The Castle ruins stand beside the harbour. It was built on the site of a Pictish fortress, the first stone castle being constructed in 1071. There were numerous attacks and rebuilding over the centuries and Mary Queen of Scots visited on several occasions. The ruins now provide a cliff-like place for gulls to nest on.

In 1844 a new harbour entrance was blasted through the remaining castle ruins and Victoria Harbour was built by the engineer David Stevenson. We walked around the walls watched by a pair of gulls.

In the 19th century potatoes were taken to London by sea. This continued until 1914 when Lincolnshire began to grow large crops of potatoes. In the 20th century lobster and crab catching increased to supply the demand from local, Edinburgh and London hotels. More recent work on the harbour in 1988 revealed the Harbour Vaults. From the items found in the underground passages, it is assumed they were related to the whaling industry.

In the High Street we found a coffee shop with comfortable sofas and had our first coffee in a cafe for several months. Opposite was the town house museum – the first home of John Muir.

The west end and Belhaven Bay will need to be explored on another day as our three hours had gone and it was time to collect the van.

Blackford Hill

Blackford Hill is 164m high and sits on the south side of Edinburgh. It is comprised of some of the oldest rock in the city in contrast to the volcanic rocks which form most of the other hills in the city. From our flat we can see the summit and most days there is at least one person visible on the top. Together with the Hermitage of Braid it comprises a Nature Reserve. We often walk around there and it is very popular with dog walkers, families and joggers. There was an ancient hill fort on the summit and in the 12th century there was a castle built by Henri de Brad who was Sheriff of Edinburgh at the time. The Hermitage of Braid house was built in 1785 and was the residence of Charles Gordon of Cluny who died in 1814. It was gifted to the council in 1938 and is now a visitors’ centre which is closed at present due to the pandemic. The Braid Burn runs through the reserve and there is also Blackford Pond which has resident swans and is visited by other birds. On our last visit most of the swans were being fed at one end of the pond and this lonely gull was at the quieter end.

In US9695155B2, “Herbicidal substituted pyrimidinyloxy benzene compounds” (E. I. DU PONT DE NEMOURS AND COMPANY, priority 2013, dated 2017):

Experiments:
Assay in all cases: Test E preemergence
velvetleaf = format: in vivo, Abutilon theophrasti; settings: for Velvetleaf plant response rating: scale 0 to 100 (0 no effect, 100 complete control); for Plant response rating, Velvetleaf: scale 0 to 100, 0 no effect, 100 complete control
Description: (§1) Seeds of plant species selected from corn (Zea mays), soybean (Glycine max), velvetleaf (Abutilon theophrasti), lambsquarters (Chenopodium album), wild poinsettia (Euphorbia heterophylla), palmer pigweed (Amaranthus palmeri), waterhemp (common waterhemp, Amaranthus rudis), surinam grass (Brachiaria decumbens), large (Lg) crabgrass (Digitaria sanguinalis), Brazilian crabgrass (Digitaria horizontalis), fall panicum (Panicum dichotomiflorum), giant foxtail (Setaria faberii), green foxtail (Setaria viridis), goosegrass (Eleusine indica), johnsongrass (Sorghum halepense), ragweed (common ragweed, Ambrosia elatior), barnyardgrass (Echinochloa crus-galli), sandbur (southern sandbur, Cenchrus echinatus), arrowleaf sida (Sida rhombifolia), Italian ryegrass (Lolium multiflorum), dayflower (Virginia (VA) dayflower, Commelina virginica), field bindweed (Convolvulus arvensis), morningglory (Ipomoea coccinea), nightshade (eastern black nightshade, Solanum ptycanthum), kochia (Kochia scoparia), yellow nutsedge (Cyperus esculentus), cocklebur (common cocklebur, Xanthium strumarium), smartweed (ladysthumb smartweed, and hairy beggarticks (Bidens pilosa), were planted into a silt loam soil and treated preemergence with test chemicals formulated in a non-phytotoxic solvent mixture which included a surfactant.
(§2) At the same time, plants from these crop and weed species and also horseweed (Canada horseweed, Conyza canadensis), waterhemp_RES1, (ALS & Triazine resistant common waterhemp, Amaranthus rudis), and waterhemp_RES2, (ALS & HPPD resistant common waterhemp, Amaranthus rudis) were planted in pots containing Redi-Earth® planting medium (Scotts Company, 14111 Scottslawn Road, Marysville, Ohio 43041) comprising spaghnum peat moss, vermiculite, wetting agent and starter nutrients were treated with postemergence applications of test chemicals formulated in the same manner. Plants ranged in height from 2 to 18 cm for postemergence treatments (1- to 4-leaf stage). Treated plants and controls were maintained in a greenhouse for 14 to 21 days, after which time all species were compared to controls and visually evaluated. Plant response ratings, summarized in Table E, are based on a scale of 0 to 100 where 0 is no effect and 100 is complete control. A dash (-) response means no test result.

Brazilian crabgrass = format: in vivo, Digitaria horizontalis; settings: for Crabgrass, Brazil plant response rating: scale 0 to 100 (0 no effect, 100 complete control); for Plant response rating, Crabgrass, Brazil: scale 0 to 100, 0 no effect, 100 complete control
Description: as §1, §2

There are 30 acres of woodland, many trails and other areas of open pasture. It provides views of the city including Arthur’s Seat

and over towards the Pentland Hills

On one visit I was close enough to see this crow who had found something to eat.

It is a very popular spot to view the fireworks on New Year’s Eve and we have done that on a number of occasions, weather permitting

or to watch the sunset

On one visit in 2017 we found musicians performing on the summit

The hill is also home to the Royal Observatory which used to be located on Calton Hill but relocated here at the end of the 20th century to avoid light pollution. Here is one of the more interesting buildings.

There are gorse bushes on the slopes and it was still in bloom in October. There is an old saying that when the gorse is out of bloom; kissing is out of fashion but at least there is food for the pollinators.

Unfortunately, there is also some Himalayan Balsam

and I did spot an insect on some seed heads.

On our most recent visit the leaves were colourful.

North Berwick Law is higher and once we have settled I must go up there for the views.